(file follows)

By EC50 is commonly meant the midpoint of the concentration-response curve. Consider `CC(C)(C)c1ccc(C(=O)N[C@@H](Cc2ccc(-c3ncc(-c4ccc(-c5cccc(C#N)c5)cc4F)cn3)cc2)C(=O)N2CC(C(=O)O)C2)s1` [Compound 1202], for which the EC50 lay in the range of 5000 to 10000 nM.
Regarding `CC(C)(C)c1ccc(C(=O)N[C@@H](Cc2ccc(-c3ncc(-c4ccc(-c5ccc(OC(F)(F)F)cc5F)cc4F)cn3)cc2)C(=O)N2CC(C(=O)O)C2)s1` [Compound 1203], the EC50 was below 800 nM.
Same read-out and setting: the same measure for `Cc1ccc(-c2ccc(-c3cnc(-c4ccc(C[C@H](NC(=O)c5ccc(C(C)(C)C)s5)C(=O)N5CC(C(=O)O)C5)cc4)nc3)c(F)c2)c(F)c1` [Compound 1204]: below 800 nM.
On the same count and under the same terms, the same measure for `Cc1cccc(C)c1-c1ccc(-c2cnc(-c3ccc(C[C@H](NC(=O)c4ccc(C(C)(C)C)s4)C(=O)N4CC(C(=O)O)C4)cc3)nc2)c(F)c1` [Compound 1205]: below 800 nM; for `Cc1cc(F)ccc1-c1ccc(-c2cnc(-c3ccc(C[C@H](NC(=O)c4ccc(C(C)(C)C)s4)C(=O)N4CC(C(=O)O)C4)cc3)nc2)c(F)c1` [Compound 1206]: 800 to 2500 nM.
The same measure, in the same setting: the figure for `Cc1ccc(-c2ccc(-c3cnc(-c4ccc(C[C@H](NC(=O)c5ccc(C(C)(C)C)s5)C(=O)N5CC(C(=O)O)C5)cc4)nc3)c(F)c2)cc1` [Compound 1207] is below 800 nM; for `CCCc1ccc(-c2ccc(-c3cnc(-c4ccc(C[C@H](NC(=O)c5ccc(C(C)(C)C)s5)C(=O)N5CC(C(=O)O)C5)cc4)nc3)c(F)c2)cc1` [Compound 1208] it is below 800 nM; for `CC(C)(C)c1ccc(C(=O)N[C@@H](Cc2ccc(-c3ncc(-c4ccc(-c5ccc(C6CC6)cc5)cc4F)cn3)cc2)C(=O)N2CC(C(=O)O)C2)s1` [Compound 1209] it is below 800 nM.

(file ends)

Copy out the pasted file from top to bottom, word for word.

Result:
By EC50 is commonly meant the midpoint of the concentration-response curve. Consider `CC(C)(C)c1ccc(C(=O)N[C@@H](Cc2ccc(-c3ncc(-c4ccc(-c5cccc(C#N)c5)cc4F)cn3)cc2)C(=O)N2CC(C(=O)O)C2)s1` [Compound 1202], for which the EC50 lay in the range of 5000 to 10000 nM.
Regarding `CC(C)(C)c1ccc(C(=O)N[C@@H](Cc2ccc(-c3ncc(-c4ccc(-c5ccc(OC(F)(F)F)cc5F)cc4F)cn3)cc2)C(=O)N2CC(C(=O)O)C2)s1` [Compound 1203], the EC50 was below 800 nM.
Same read-out and setting: the same measure for `Cc1ccc(-c2ccc(-c3cnc(-c4ccc(C[C@H](NC(=O)c5ccc(C(C)(C)C)s5)C(=O)N5CC(C(=O)O)C5)cc4)nc3)c(F)c2)c(F)c1` [Compound 1204]: below 800 nM.
On the same count and under the same terms, the same measure for `Cc1cccc(C)c1-c1ccc(-c2cnc(-c3ccc(C[C@H](NC(=O)c4ccc(C(C)(C)C)s4)C(=O)N4CC(C(=O)O)C4)cc3)nc2)c(F)c1` [Compound 1205]: below 800 nM; for `Cc1cc(F)ccc1-c1ccc(-c2cnc(-c3ccc(C[C@H](NC(=O)c4ccc(C(C)(C)C)s4)C(=O)N4CC(C(=O)O)C4)cc3)nc2)c(F)c1` [Compound 1206]: 800 to 2500 nM.
The same measure, in the same setting: the figure for `Cc1ccc(-c2ccc(-c3cnc(-c4ccc(C[C@H](NC(=O)c5ccc(C(C)(C)C)s5)C(=O)N5CC(C(=O)O)C5)cc4)nc3)c(F)c2)cc1` [Compound 1207] is below 800 nM; for `CCCc1ccc(-c2ccc(-c3cnc(-c4ccc(C[C@H](NC(=O)c5ccc(C(C)(C)C)s5)C(=O)N5CC(C(=O)O)C5)cc4)nc3)c(F)c2)cc1` [Compound 1208] it is below 800 nM; for `CC(C)(C)c1ccc(C(=O)N[C@@H](Cc2ccc(-c3ncc(-c4ccc(-c5ccc(C6CC6)cc5)cc4F)cn3)cc2)C(=O)N2CC(C(=O)O)C2)s1` [Compound 1209] it is below 800 nM.